We've all spilled our popcorn or had a quick snog in the back row. But some cinemagoers take it a whole lot further. We talked to some of London's longest-serving cinema workers to find out the most disgusting, disturbing and hilarious things they've ever experienced in their careers. From crappy nappies to drunken punters to the kind of obscene acts you'll never be able to unsee, these are London's filthiest cinema stories...
‘A woman came back to ask if anyone had handed in her crotchless knickers after the matinee show. They had!’
‘I was closing the cinema and saw a man with his trousers and pants round his ankles, face down in some lady’s crotch. Right there on the dirty cinema floor. I shouted that I was phoning the police. His reply was “Can’t you just let us finish mate?”’
‘I was ushering a parent and baby screening. A woman handed me a cake plate with a used nappy on it on her way out.’
‘A man got really drunk and aggressive, and when we threatened to call the police he started rolling around on his back like a beetle, shouting “Don’t call the big boys”. Later he came back and explained that he’d been to his mother’s funeral that day and wasn’t quite himself.’
‘I was once hosting a screening of the ultra-grim rape-revenge shocker “Last House on the Left”, when someone complained about a couple having sex in the balcony. They must have been really messed up!’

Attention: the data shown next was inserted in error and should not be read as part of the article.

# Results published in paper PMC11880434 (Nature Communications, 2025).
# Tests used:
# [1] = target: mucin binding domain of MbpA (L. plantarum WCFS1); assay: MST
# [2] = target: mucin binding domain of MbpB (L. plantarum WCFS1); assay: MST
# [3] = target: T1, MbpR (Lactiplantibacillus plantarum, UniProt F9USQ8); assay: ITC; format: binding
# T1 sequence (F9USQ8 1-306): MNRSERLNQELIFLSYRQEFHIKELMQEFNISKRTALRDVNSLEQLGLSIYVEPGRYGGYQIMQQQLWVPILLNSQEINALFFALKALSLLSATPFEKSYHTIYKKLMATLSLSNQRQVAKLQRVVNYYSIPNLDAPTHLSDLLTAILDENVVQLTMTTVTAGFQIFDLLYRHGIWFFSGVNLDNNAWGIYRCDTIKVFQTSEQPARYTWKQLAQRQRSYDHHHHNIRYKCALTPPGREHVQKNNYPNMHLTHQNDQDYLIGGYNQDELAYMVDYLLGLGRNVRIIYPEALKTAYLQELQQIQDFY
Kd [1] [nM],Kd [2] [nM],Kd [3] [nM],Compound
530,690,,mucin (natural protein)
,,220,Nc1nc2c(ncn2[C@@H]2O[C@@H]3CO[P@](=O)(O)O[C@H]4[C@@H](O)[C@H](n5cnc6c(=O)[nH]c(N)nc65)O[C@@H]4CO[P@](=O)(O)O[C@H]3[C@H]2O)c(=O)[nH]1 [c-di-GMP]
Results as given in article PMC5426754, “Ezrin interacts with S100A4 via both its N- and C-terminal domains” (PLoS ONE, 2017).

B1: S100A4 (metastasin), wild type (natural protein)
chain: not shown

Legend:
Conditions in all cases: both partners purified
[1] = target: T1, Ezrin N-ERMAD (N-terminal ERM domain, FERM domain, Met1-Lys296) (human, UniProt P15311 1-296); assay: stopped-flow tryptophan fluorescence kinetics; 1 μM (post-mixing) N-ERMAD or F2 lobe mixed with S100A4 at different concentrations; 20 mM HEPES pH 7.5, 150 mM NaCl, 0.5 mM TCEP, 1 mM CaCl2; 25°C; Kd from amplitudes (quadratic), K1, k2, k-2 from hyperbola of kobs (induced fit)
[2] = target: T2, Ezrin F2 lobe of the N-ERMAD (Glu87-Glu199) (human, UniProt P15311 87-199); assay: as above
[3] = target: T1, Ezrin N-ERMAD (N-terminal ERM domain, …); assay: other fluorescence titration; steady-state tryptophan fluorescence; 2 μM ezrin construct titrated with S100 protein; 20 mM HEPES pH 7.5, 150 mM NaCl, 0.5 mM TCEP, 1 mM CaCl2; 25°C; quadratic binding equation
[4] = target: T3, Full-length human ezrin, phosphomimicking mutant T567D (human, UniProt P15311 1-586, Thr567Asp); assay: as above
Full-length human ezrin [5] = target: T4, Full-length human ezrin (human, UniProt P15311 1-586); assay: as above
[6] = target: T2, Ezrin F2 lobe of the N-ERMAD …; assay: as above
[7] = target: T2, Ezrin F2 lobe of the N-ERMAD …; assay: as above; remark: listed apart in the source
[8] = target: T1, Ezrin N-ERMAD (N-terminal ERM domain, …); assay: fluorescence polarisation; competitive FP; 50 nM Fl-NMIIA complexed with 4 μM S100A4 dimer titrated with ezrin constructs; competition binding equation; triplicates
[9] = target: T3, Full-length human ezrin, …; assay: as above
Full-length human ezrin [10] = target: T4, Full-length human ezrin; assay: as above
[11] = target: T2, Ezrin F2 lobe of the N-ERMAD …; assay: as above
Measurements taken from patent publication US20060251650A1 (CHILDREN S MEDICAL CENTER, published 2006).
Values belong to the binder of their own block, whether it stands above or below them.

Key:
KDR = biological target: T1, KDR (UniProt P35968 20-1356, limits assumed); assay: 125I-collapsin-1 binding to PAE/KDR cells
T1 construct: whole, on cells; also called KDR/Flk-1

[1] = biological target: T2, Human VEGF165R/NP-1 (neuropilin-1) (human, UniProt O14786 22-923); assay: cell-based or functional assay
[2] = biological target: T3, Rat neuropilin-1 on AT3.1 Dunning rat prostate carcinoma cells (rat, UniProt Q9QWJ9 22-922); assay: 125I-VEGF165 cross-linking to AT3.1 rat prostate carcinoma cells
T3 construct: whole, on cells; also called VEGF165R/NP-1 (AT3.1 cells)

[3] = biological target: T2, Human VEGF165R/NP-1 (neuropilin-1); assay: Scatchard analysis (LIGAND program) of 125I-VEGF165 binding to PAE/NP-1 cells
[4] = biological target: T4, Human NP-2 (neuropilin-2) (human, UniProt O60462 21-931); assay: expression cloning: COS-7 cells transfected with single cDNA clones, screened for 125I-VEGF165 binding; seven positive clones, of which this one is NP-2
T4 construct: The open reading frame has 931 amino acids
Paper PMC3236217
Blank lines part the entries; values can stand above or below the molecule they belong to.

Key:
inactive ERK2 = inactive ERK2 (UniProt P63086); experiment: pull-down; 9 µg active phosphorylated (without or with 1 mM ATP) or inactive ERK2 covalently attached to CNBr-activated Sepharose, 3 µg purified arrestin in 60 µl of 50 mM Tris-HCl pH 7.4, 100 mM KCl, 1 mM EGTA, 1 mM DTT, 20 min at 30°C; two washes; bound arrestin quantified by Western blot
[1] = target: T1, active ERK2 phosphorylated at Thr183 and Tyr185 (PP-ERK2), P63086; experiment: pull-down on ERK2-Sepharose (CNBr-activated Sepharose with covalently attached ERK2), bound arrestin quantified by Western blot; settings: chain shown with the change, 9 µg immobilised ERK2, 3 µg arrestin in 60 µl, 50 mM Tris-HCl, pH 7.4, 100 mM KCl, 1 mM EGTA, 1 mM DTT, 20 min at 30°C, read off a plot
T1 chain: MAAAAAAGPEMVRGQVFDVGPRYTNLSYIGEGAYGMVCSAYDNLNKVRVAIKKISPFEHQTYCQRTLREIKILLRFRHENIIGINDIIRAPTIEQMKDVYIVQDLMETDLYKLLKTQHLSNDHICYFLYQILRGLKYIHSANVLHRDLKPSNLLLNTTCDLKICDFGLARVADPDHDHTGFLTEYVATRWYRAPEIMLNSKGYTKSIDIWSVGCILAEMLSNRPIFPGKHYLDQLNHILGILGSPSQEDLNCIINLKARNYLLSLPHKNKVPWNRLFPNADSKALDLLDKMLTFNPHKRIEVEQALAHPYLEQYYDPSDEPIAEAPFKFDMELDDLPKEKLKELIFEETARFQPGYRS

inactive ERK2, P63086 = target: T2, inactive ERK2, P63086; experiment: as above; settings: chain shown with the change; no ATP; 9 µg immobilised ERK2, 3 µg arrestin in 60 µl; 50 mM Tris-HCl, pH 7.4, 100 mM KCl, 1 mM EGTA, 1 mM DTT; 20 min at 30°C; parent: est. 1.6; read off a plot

‘A load of teenage boys were running about in the toilets making farting noises, so I went in and told them I’d locked the doors of the cinema and called the police. They all started crying and asking to be allowed to leave. I honestly couldn’t believe they fell for it.’
‘I found a human turd in a cinema toilet urinal once. I’ve wondered ever since how the person angled themselves into position.’
‘I had a complaint from a customer that during “Spectre” a fly had buzzed around on the screen so it was always on James Bond’s forehead. He asked for free tickets to see it again, adding that hopefully the fly would have gone by then.’
‘Somebody threw up, then the usher cleaning it up threw up in disgust, so we had two lots of sick to clean up.’
‘I walked in on a couple smoking crack in the ladies’ loo. I didn’t really know what to say.’
‘A man once left behind his shoes, a ham sandwich and his pipe and tobacco, like he had tried to fake his own death. It was strangely haunting.’
Time Out would like to thank all the traumatised cinema staff who contributed. You know who you are.